Always remember the 80/80 rule of project management. That is, the first 80% of the project takes 80% of the time, and the last 20% of the project takes the other 80% of the time.

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Posted · Original PosterOP
22 minutes ago, Airdragonz said:

Until Nvidia themselves come out with an official statement, no one (including the AIBs) are 100% sure what the problem is exactly. The poscap / spcaps could be the or an issue, it could be a driver issue, it could be a completely unrelated issue, or even a combination of problems. 

Remember, Igorslab was the one who released the initial findings about the caps, and as far as I'm aware, the only site which discovered this. Most other sites and tech reviewers just reiterated the report. 

yep I'm aware of Igor being the original finder and I've updated the OP to include this information. appreciate the reminder.

 

I guess one of the big revelations for me was that Buildzoid in his video discussed Nvidia's reference spec likely being to blame, but what that spec was exactly was unknown, and some people are blaming AIB's for cutting corners. 

 

Based on the pictures from newegg it seems like none of them cut corners at all.


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21 minutes ago, Briggsy said:

Oddly enough, the backside pictures of these cards on Newegg shows them all with 6 SP Caps. 

The images they use for marketing and promotional material would have been early samples. They need to have those images ready to go on their website when the product launches and they need to distribute that material out to vendors so they can create their product pages - BEFORE they get the cards in stock.

It's likely that original samples of those cards shown in the early pictures used the SP-Caps and then perhaps once the AIB partners got drivers from Nvidia the cards were failing their internal validation and they changed the design to use the MLCCs. 🤷‍♂️

 

I wonder if the AIB partners had already started shipping cards out before realising they weren't stable. Apparently reviewers got drivers for the cards before some of the AIB partners did.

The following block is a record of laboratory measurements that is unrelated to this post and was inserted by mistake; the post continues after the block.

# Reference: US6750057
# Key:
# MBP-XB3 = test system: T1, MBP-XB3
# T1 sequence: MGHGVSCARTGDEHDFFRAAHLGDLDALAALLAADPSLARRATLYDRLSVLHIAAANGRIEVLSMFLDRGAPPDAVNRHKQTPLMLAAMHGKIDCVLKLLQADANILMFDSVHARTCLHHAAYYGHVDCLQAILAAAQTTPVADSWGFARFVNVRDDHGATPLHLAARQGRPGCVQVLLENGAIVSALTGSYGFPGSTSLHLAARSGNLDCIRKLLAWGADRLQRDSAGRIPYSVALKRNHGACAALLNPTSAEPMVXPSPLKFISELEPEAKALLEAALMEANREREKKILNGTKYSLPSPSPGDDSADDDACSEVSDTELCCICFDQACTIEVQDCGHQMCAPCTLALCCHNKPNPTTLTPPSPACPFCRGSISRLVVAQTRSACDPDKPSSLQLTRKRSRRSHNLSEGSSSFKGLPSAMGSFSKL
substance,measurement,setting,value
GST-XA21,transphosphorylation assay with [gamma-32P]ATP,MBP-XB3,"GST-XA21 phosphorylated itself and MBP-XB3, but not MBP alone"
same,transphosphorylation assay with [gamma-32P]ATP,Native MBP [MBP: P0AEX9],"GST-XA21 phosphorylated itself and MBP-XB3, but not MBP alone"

21 minutes ago, Briggsy said:

Did AIB's know something before launch, and have had to ship a lot of cards back to the factory to be upgraded?

I wonder what they will be doing with the returned cards. The cards are all run through pick and place machines which place the capacitors during the assembly line. I doubt they're going to take returned cards and desolder the SP-caps and solder on MLCCs manually.


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asus shows the reg tuf with the more expensive 6x full arrays. and the OC tuf with the 6 reg caps. pretty sure they updated both pcbs to have all arrays in the spots. 


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2 hours ago, Spotty said:

I wonder what they will be doing with the returned cards. The cards are all run through pick and place machines which place the capacitors during the assembly line. I doubt they're going to take returned cards and desolder the SP-caps and solder on MLCCs manually.

In business the question is going to eventually boil down to costs.

 

It isn't that difficult to replace the components by hand, but you're still going to have to have someone do it, and then test the cards afterwards to ensure they are working correctly. How much would they gain from doing that? At best you'd have B-grade units afterwards. Is it less loss to throw them directly in recycling? There will be new stock coming in to replace them in due course. 

 

Or maybe get really creative. Create a new bios optimised for low power consumption, even if it means lower clocks, and rebrand it as an eco version. Note I've not kept up to the exact claims of when the problems happen, but for this purpose I'm assuming it is at higher clocks/power usage. Backing off on either or both would help.


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I don't think resoldering different capacitors would be all that costly tbh. (I do have some experience with this)


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-> Moved to Graphics Cards


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<-- This is me --- That's your scrollbar -->
vvvv Who's there? vvvv